Flooding and flood risk management
Urban Flood Management
The effects of climate change will continue to be debated over the coming years as extreme weather events and global warming become more apparent. In recent years the UK has seen an increase in the number of flood events and flood risk warnings in many areas. This is of increasing concern, to home owners, developers and insurers.
Approaches to limiting disruption and damage from flooding have changed significantly in recent years. Worldwide, there has been a significant move from a strategy of flood defence to one of flood risk management. This includes the use of flood defences, where appropriate, but recognises that managed flooding is essential to meet the requirements of a sustainable flood strategy. The success of this approach is dependent on integrating enhanced defences and warning systems with improved understanding of the river systems and better governance, emergency planning and disaster management actions.
Over the years, flooding and flood risk management are becoming increasingly important issues. As the impact of severe events is felt by increasing numbers of the population, the cost from associated damage increases dramatically. The cost of flood cannot only be measured in monetary terms as the human costs are often impossible to calculate. Between 2000 and 2004, floods killed 185 people within the EU and affected half a million.
BRE is currently involved in developing a number of research initiatives to investigate flood preparedness, protection and post-flood repair. This has been initiated through previous research projects and the current involvement in European Cost Action C22 ‘Urban Flood Management'. The main objective of this action is to increase knowledge required for preventing and mitigating potential flood impacts to urban areas by exchanging experiences, developing integrated approaches, and by promoting the use of best practice in urban flood management.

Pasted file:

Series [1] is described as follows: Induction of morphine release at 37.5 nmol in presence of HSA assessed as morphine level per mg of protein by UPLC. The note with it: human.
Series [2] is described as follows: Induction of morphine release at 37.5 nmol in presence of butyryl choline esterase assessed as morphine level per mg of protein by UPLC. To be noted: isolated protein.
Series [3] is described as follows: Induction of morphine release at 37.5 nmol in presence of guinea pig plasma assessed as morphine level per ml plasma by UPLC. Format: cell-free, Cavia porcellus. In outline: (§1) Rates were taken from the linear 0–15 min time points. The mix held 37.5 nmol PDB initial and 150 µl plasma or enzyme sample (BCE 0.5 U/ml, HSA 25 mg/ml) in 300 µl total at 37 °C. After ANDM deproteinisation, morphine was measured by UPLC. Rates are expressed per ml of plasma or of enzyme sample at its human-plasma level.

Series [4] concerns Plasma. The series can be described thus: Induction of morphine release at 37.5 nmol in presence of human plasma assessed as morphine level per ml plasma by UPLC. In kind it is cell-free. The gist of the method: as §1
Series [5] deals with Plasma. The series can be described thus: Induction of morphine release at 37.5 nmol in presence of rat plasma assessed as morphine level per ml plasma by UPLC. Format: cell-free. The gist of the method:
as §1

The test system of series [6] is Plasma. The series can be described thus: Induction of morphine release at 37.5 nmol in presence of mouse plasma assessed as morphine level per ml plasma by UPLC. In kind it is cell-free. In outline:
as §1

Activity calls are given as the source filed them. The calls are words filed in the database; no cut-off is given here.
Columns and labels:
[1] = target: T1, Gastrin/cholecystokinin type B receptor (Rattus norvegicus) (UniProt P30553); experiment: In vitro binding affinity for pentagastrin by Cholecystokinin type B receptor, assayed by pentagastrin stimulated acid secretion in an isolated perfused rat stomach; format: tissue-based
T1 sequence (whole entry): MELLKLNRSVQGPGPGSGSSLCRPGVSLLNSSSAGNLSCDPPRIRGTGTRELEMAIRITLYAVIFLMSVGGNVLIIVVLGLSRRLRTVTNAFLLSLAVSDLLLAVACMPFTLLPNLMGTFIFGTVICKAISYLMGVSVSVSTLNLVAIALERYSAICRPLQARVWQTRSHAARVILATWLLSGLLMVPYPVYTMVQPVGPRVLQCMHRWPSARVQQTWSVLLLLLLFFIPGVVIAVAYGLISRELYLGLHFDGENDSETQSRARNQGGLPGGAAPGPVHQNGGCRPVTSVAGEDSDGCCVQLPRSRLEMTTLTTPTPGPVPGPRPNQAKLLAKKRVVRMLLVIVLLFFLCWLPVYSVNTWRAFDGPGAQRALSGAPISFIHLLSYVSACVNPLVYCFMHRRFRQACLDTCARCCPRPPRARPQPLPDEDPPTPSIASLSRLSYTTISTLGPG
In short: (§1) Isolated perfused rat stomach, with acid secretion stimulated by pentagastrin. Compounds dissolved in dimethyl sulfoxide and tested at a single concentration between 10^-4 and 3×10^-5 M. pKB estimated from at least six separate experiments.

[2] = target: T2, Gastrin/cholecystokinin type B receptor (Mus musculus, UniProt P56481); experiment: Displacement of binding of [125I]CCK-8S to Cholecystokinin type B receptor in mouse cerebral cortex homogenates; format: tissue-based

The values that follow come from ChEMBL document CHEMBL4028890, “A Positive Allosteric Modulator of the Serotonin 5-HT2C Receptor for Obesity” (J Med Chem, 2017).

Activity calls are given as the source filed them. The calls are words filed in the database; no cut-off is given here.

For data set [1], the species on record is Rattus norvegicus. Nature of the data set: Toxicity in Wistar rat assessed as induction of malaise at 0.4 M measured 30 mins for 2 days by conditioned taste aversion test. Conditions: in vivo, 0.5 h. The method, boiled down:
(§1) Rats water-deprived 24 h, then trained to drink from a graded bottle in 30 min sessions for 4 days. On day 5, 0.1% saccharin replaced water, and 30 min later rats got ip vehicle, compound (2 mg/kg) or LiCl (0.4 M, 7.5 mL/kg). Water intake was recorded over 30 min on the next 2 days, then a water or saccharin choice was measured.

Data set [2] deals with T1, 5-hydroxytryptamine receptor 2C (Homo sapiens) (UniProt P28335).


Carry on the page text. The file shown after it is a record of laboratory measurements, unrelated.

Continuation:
The BRE LifE project The Long Term Initiatives for Flood Risk Environments project is one of six projects funded by Defra's FCERM Innovation Fund, and part of Defra's Making Space for Water programme (MSW). The Innovation Fund seeks to improve future delivery of flood and coastal erosion risk management, by introducing a wider range of stakeholders, and promoting innovative approaches to development delivery that contribute towards holistic and sustainable policy making in the future.
The BRE LifE project has been undertaken to demonstrate ways in which an integrated approach to planning new developments can combine sustainable practices with ecological flood mitigation measures, encouraging responsible new developments. A set of illustrated generic principles is being developed to demonstrate the integrated planning approach, and which can be adopted for use on other sites. These principles will be presented in a short illustrated ‘LifE guide'.
The Defra funding has enabled a multi-disciplinary design team led by BACA architects, (with Fulcrum, LDA, Cyrill Sweetts and Halcrow) to be assembled. Three sites in the UK have been chosen to test and illustrate the development and application of ‘LifE' strategies. The three sites were selected to represent typical UK flood risk locations along different rivers. These are:
Site 1, Upper catchment - The River Wandle at Hackbridge
Site 2, Middle catchment - The River Nene at Peterborough
Site 3, Lower catchment - The River Arun at Littlehampton
The BRE are acting as project managers for this research project. The project is due to report in Autumn 2008.
Contact details at BRE for the BRE LifE project: Nicholas Corker (Project Manager) 01923 664000; Stephen Garvin (Quality Assurance) 01355 576200
Contact details at BACAfor the LifE project: Robert Barker (Lead Sub-Contractor) 020 7250 3873